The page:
The numbers are in, so let’s take a last look at 2010. In retrospect, we can readily see the year-round events that caused us grief, both emotionally and financially. To name a few:
- A prominent researcher who had predicted the Great Recession, predicted the “biggest co-ordinated asset bust ever” for 2010.
- A January Economist cover story warning of asset price bubbles asserted that US stocks were “nearly 50% overvalued.”
- The “January Indicator” signaled negative stock market returns for the year.
- The Gulf oil spill threatened US shores, along with global market stability amidst the uncertainty.
- The May 6 “Flash Crash,” a sudden and unexpected plunge of about 700 points in the Dow, bewildered investors.
- Hundreds of bank failures signaled continued weakness in the financial system.
- A divided Congress passed a complex and expensive healthcare reform bill.
- Residential housing remained weak.
- The “Hindenburg Omen” generated a “sell” signal in August, portending disaster in the markets.
- North Korea launched a deadly artillery assault against South Korea’s Yeonpyeong Island.
- A financial crisis with no clear resolution gripped governments in Greece, Portugal and Ireland.
Retrospect lets us neatly summarize a year of stomach-wrenching headlines. But it also affords us a better view of the end results. You bet, there were a lot of dips, dives, false starts and dashed hopes. But in the end, the U.S. stock market delivered a satisfying, nearly 17 percent annualized return.
Similarly, world markets (as measured by the MSCI All Country World Index) yielded just under 13 percent annualized returns. But – and this is crucial –investors who reacted to the never-ending onslaught of worrisome news by abandoning or remaining outside of the markets were far less likely to capture what the markets ultimately delivered.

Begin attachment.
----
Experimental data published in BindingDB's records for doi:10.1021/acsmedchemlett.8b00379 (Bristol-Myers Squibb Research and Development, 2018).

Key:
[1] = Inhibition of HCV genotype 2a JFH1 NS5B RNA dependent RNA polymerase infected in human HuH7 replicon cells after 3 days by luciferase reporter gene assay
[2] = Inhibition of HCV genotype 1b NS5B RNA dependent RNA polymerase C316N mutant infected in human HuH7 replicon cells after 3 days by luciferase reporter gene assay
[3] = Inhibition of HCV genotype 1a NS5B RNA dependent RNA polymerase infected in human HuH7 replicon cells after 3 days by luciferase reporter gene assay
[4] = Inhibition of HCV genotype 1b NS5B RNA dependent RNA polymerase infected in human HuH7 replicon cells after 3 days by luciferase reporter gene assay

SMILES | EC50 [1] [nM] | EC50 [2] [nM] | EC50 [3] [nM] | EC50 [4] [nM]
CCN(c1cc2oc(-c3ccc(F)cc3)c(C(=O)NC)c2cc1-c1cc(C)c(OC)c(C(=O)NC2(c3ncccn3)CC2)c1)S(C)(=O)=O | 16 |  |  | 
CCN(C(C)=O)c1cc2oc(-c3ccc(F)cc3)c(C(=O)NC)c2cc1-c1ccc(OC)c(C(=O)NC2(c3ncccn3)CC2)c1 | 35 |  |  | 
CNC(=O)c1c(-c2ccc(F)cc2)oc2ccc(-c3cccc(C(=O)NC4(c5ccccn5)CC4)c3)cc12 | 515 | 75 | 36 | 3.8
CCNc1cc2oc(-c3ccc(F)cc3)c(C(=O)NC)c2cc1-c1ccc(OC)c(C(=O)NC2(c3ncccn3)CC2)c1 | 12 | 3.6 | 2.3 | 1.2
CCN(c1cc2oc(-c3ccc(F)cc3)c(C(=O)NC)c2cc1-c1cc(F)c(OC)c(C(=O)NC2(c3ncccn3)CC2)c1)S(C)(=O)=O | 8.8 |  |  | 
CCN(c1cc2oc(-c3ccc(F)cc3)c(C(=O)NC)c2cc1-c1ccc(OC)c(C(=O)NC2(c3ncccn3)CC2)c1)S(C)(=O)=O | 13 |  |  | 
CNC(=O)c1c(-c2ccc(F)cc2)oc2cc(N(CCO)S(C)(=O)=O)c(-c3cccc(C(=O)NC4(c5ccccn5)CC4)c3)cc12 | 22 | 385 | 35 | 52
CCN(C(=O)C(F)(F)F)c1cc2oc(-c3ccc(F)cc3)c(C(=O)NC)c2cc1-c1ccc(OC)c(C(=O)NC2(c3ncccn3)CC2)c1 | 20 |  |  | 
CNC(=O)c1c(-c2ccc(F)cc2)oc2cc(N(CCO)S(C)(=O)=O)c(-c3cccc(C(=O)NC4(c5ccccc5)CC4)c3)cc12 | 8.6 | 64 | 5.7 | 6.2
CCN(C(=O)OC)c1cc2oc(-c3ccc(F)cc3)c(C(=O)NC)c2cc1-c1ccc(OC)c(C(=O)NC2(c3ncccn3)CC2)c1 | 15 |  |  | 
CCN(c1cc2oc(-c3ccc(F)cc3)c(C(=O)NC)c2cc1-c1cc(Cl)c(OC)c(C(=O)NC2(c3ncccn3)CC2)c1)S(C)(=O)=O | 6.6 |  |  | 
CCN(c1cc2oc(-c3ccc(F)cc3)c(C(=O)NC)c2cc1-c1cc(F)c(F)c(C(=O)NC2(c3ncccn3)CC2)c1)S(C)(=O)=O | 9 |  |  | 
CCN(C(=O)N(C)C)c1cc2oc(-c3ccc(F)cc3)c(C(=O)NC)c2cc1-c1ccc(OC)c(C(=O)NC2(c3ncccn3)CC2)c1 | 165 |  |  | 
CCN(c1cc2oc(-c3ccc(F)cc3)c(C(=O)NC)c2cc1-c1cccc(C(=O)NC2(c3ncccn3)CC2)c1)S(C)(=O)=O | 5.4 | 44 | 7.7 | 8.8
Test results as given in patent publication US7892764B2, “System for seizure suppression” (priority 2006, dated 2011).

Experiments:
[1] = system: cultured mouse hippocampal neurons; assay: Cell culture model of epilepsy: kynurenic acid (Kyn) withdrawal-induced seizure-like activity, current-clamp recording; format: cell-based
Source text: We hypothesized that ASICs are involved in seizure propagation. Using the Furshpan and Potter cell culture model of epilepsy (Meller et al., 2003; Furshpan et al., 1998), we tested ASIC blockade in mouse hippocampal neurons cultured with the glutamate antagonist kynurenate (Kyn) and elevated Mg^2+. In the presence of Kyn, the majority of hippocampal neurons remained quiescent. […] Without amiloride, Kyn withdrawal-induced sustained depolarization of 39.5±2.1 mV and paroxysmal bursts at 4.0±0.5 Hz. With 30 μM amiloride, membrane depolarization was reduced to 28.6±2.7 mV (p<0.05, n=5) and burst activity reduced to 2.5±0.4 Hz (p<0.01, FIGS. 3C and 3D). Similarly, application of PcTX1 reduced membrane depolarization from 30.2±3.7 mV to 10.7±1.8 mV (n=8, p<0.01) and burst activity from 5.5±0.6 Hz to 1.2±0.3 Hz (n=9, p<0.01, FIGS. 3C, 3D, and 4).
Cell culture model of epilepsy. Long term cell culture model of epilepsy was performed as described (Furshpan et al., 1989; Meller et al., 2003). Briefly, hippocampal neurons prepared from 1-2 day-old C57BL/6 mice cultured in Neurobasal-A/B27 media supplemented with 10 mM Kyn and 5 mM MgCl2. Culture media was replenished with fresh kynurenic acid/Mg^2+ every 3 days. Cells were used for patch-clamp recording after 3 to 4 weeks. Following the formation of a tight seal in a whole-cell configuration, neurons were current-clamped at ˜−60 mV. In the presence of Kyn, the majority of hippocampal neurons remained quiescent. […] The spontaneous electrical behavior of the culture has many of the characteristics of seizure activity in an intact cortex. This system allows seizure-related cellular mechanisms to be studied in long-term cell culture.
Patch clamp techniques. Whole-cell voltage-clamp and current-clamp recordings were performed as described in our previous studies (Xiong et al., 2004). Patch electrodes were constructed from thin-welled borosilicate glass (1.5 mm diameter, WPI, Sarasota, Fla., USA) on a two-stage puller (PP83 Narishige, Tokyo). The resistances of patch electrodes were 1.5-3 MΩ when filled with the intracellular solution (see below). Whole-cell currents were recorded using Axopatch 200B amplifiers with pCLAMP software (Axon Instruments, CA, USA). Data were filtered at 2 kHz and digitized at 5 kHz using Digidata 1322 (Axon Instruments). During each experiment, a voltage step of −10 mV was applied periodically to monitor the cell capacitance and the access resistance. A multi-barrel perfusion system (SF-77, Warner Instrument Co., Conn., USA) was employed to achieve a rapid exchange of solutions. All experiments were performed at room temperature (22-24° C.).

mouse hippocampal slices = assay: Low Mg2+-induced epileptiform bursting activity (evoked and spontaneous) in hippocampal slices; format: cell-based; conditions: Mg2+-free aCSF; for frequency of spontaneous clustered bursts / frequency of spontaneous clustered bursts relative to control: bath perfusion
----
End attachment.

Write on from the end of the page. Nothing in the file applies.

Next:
Of course a year is a blink of the eye. My three-year-old son may not have figured that out yet, but I sure have. As such, one year of returns that happened to have played in our favor doesn’t necessarily “prove” my case — no more so than a single year of bad returns would disprove it. But, 2010 does serve as a good, illustrative snapshot of how the market has generally performed over much longer periods. It seems worth sharing for that reason.
In the short run, the hue and cry is loud, hard to ignore and impossible to predict. In the longer run, U.S. and global markets have delivered positive returns over time. Investors who remain focused on and steadily invested toward the horizon of their own financial goals are far more likely to reach their destination as planned. While capitalism is alive and breathing, investing according to these guidelines seems the best way to manage your personal assets in our global markets.